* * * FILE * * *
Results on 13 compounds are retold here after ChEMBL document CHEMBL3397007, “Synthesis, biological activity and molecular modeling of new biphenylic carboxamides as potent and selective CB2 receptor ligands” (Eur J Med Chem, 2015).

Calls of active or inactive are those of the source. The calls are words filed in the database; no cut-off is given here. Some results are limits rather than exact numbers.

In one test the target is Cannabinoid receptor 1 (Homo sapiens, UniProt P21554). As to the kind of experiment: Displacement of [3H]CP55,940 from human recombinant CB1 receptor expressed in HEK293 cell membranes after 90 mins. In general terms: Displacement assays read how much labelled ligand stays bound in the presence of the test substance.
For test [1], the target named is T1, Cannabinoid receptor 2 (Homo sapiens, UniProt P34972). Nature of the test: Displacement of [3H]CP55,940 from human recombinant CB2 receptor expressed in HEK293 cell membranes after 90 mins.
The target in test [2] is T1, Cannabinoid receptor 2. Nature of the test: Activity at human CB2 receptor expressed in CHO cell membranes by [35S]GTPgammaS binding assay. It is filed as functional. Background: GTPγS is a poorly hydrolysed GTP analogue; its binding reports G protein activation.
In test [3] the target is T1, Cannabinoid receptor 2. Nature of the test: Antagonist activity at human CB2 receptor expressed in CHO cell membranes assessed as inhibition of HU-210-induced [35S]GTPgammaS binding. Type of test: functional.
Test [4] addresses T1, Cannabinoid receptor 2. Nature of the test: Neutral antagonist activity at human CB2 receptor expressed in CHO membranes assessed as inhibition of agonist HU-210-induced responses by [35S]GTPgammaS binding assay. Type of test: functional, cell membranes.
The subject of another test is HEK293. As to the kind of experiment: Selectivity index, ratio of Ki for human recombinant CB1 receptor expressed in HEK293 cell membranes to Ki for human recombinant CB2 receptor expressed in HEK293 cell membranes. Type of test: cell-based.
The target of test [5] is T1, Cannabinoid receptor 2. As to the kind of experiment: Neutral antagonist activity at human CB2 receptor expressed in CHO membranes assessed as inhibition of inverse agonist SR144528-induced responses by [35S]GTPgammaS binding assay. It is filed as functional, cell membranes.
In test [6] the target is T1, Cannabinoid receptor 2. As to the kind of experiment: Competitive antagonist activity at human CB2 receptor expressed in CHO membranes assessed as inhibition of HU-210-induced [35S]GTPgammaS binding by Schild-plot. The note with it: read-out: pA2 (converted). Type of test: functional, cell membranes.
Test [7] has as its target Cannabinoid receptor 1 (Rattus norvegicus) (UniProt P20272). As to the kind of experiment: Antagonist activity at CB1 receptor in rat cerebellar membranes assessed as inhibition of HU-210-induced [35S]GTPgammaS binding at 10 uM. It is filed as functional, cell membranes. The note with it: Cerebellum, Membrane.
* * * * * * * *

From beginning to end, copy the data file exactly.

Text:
Results on 13 compounds are retold here after ChEMBL document CHEMBL3397007, “Synthesis, biological activity and molecular modeling of new biphenylic carboxamides as potent and selective CB2 receptor ligands” (Eur J Med Chem, 2015).

Calls of active or inactive are those of the source. The calls are words filed in the database; no cut-off is given here. Some results are limits rather than exact numbers.

In one test the target is Cannabinoid receptor 1 (Homo sapiens, UniProt P21554). As to the kind of experiment: Displacement of [3H]CP55,940 from human recombinant CB1 receptor expressed in HEK293 cell membranes after 90 mins. In general terms: Displacement assays read how much labelled ligand stays bound in the presence of the test substance.
For test [1], the target named is T1, Cannabinoid receptor 2 (Homo sapiens, UniProt P34972). Nature of the test: Displacement of [3H]CP55,940 from human recombinant CB2 receptor expressed in HEK293 cell membranes after 90 mins.
The target in test [2] is T1, Cannabinoid receptor 2. Nature of the test: Activity at human CB2 receptor expressed in CHO cell membranes by [35S]GTPgammaS binding assay. It is filed as functional. Background: GTPγS is a poorly hydrolysed GTP analogue; its binding reports G protein activation.
In test [3] the target is T1, Cannabinoid receptor 2. Nature of the test: Antagonist activity at human CB2 receptor expressed in CHO cell membranes assessed as inhibition of HU-210-induced [35S]GTPgammaS binding. Type of test: functional.
Test [4] addresses T1, Cannabinoid receptor 2. Nature of the test: Neutral antagonist activity at human CB2 receptor expressed in CHO membranes assessed as inhibition of agonist HU-210-induced responses by [35S]GTPgammaS binding assay. Type of test: functional, cell membranes.
The subject of another test is HEK293. As to the kind of experiment: Selectivity index, ratio of Ki for human recombinant CB1 receptor expressed in HEK293 cell membranes to Ki for human recombinant CB2 receptor expressed in HEK293 cell membranes. Type of test: cell-based.
The target of test [5] is T1, Cannabinoid receptor 2. As to the kind of experiment: Neutral antagonist activity at human CB2 receptor expressed in CHO membranes assessed as inhibition of inverse agonist SR144528-induced responses by [35S]GTPgammaS binding assay. It is filed as functional, cell membranes.
In test [6] the target is T1, Cannabinoid receptor 2. As to the kind of experiment: Competitive antagonist activity at human CB2 receptor expressed in CHO membranes assessed as inhibition of HU-210-induced [35S]GTPgammaS binding by Schild-plot. The note with it: read-out: pA2 (converted). Type of test: functional, cell membranes.
Test [7] has as its target Cannabinoid receptor 1 (Rattus norvegicus) (UniProt P20272). As to the kind of experiment: Antagonist activity at CB1 receptor in rat cerebellar membranes assessed as inhibition of HU-210-induced [35S]GTPgammaS binding at 10 uM. It is filed as functional, cell membranes. The note with it: Cerebellum, Membrane.